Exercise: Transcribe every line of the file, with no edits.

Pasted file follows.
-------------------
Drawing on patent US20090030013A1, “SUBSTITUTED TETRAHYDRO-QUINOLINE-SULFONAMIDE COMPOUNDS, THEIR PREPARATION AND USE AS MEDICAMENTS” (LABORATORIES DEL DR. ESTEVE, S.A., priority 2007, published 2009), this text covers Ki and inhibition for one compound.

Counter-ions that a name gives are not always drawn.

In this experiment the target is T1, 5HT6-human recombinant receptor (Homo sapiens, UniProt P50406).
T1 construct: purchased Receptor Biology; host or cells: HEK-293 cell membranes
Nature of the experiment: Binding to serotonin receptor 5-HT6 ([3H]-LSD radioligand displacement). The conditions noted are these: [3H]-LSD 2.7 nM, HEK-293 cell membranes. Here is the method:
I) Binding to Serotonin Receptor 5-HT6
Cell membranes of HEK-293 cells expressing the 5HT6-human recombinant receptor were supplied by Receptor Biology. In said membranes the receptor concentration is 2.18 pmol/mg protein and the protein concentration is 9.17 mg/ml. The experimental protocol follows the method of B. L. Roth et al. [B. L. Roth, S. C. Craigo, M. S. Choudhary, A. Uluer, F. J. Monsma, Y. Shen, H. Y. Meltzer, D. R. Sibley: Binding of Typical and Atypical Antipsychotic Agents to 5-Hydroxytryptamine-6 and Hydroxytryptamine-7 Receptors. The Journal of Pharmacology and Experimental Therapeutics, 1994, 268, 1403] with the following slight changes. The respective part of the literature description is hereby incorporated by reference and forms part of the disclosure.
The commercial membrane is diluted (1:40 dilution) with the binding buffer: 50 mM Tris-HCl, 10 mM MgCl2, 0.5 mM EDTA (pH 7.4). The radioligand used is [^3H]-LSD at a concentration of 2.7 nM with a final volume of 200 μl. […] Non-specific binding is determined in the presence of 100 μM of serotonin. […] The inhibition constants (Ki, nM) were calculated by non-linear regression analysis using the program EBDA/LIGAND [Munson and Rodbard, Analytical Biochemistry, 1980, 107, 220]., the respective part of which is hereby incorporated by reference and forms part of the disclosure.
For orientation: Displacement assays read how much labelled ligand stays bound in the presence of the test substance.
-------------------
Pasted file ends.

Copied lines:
Drawing on patent US20090030013A1, “SUBSTITUTED TETRAHYDRO-QUINOLINE-SULFONAMIDE COMPOUNDS, THEIR PREPARATION AND USE AS MEDICAMENTS” (LABORATORIES DEL DR. ESTEVE, S.A., priority 2007, published 2009), this text covers Ki and inhibition for one compound.

Counter-ions that a name gives are not always drawn.

In this experiment the target is T1, 5HT6-human recombinant receptor (Homo sapiens, UniProt P50406).
T1 construct: purchased Receptor Biology; host or cells: HEK-293 cell membranes
Nature of the experiment: Binding to serotonin receptor 5-HT6 ([3H]-LSD radioligand displacement). The conditions noted are these: [3H]-LSD 2.7 nM, HEK-293 cell membranes. Here is the method:
I) Binding to Serotonin Receptor 5-HT6
Cell membranes of HEK-293 cells expressing the 5HT6-human recombinant receptor were supplied by Receptor Biology. In said membranes the receptor concentration is 2.18 pmol/mg protein and the protein concentration is 9.17 mg/ml. The experimental protocol follows the method of B. L. Roth et al. [B. L. Roth, S. C. Craigo, M. S. Choudhary, A. Uluer, F. J. Monsma, Y. Shen, H. Y. Meltzer, D. R. Sibley: Binding of Typical and Atypical Antipsychotic Agents to 5-Hydroxytryptamine-6 and Hydroxytryptamine-7 Receptors. The Journal of Pharmacology and Experimental Therapeutics, 1994, 268, 1403] with the following slight changes. The respective part of the literature description is hereby incorporated by reference and forms part of the disclosure.
The commercial membrane is diluted (1:40 dilution) with the binding buffer: 50 mM Tris-HCl, 10 mM MgCl2, 0.5 mM EDTA (pH 7.4). The radioligand used is [^3H]-LSD at a concentration of 2.7 nM with a final volume of 200 μl. […] Non-specific binding is determined in the presence of 100 μM of serotonin. […] The inhibition constants (Ki, nM) were calculated by non-linear regression analysis using the program EBDA/LIGAND [Munson and Rodbard, Analytical Biochemistry, 1980, 107, 220]., the respective part of which is hereby incorporated by reference and forms part of the disclosure.
For orientation: Displacement assays read how much labelled ligand stays bound in the presence of the test substance.